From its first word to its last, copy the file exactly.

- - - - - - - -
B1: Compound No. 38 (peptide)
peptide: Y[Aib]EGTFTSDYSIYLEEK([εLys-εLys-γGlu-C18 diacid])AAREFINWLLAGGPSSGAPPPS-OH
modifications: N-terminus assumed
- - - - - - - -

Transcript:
B1: Compound No. 38 (peptide)
peptide: Y[Aib]EGTFTSDYSIYLEEK([εLys-εLys-γGlu-C18 diacid])AAREFINWLLAGGPSSGAPPPS-OH
modifications: N-terminus assumed